It was cacio e pepe (€10) time next – the classic Roman dish combining pecorino romano cheese and lashings of black pepper. This was a little high in salt for my taste – but it’s never one of my favourite dishes.
Next, we tried this imaginative take on the Roman classic, coda all vaccinara (€14), which essentially always combines oxtail with tomato sauce. Each restaurant (and home chef for that matter) vary this recipe, attracting fierce favouritism at each end of the spectrum. There are those that go for a fresh tomato explosion, piqued by the tang of plenty of cooked-down celery, that releases its tart flavonoids into the sauce. (This is the kind of oxtail recipe I like). The other extreme coats the knuckles of meat in bitter cocoa or dark chocolate, masking the tomato in velvety choc notes – hard to do well and not always a success so I tend to avoid it on menus.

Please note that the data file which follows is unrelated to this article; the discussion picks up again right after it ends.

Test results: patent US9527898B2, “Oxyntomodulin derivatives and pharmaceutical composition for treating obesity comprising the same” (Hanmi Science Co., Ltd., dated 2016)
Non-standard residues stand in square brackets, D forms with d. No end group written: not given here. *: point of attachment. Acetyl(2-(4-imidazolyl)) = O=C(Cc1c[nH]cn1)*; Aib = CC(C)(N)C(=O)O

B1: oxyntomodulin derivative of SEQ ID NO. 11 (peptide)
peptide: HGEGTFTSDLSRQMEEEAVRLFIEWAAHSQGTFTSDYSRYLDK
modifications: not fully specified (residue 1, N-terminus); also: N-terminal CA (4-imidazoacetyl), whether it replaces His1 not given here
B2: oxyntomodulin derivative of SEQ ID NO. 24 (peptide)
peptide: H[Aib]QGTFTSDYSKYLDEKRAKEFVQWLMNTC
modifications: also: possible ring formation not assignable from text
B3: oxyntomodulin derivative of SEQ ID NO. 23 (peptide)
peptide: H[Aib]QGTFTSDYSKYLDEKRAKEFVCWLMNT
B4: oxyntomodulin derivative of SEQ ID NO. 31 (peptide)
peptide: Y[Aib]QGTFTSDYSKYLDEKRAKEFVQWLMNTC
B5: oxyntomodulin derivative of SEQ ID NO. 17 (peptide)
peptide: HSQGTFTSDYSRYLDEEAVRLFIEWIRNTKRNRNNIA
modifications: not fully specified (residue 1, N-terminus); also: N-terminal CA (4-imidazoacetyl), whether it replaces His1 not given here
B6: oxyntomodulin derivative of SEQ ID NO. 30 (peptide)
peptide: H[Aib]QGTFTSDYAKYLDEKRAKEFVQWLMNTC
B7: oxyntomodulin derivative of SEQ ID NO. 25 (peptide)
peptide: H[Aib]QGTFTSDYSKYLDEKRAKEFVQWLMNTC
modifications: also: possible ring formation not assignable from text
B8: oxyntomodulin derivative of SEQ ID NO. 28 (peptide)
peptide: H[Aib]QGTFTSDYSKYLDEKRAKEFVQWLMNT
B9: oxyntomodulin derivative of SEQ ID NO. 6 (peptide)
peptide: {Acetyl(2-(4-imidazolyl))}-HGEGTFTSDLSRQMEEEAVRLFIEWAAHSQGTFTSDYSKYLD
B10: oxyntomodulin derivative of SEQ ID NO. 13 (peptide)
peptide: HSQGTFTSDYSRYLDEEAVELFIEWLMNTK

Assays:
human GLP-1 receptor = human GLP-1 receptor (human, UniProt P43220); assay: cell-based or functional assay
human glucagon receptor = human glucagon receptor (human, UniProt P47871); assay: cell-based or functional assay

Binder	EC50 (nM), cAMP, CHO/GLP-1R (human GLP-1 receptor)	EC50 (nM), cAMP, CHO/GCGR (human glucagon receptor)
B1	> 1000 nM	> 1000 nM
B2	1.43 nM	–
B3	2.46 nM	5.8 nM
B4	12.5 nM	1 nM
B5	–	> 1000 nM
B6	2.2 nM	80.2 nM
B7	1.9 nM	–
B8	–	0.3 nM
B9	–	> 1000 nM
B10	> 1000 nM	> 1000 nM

These homemade gnocchi, combining oxtail and celery with a rich tomato sauce were given extra depth with a grating of dark chocolate made from Trinidad cocoa beans. I was much than pleasantly surprised when it turned out to be an extremely well-balanced dish. The chocolate worked perfectly to add a luxurious note, without drowning out the fresh tomato flavours. it was my favourite plate of the night.
Oxtail in tomato sauce is one of Rome’s best-loved recipes, and worked equally well as a second course (€18) with vegetable sides. Balanced by chocolate and fresh celery, I was very happy with this dish.